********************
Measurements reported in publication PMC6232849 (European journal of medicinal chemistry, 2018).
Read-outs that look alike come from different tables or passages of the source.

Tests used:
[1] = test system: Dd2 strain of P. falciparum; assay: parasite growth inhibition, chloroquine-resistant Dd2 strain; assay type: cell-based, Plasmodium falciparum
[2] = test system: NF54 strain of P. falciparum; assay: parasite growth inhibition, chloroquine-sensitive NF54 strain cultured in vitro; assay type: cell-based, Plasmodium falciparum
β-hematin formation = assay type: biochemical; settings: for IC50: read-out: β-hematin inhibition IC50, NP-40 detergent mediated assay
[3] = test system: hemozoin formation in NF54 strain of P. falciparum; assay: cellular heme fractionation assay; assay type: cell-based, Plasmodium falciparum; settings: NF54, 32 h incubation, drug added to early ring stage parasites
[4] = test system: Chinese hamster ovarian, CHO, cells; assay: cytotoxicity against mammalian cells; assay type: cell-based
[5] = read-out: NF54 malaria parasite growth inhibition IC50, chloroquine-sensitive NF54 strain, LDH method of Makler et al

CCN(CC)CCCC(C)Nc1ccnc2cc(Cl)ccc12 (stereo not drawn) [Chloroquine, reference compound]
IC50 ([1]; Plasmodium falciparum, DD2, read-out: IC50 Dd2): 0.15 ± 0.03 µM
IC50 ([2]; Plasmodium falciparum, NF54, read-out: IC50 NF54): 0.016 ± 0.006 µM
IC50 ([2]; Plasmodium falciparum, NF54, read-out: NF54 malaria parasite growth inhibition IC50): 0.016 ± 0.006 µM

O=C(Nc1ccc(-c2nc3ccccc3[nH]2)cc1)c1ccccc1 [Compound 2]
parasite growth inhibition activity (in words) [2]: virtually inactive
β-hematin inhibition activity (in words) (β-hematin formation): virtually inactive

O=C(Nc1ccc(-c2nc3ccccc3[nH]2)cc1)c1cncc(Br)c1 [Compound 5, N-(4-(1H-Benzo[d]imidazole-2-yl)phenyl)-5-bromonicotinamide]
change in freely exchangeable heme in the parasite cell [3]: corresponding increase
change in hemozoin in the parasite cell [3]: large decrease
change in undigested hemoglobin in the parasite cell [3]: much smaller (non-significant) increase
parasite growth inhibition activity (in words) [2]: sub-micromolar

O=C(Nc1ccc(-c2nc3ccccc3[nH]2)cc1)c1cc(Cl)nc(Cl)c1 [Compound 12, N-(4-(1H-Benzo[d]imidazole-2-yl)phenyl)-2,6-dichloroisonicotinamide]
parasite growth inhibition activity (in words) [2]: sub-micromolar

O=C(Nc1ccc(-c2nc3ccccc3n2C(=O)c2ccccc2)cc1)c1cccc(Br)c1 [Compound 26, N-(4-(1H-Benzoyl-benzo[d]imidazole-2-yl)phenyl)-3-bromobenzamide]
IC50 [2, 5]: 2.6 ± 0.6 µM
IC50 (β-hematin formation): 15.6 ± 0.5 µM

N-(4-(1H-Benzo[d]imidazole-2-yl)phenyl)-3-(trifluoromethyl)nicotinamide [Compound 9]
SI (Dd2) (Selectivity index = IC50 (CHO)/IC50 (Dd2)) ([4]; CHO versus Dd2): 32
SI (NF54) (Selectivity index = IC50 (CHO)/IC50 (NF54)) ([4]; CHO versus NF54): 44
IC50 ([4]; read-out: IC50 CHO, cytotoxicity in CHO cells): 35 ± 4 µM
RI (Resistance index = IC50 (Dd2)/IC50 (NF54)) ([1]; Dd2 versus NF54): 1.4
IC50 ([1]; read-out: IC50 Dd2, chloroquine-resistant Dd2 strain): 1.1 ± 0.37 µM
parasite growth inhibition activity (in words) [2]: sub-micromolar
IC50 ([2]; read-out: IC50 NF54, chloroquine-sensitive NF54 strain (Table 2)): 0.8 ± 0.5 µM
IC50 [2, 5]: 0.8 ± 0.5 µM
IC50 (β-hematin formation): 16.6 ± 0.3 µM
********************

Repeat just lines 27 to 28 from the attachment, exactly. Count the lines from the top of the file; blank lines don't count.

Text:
N-(4-(1H-Benzo[d]imidazole-2-yl)phenyl)-3-(trifluoromethyl)nicotinamide [Compound 9]
SI (Dd2) (Selectivity index = IC50 (CHO)/IC50 (Dd2)) ([4]; CHO versus Dd2): 32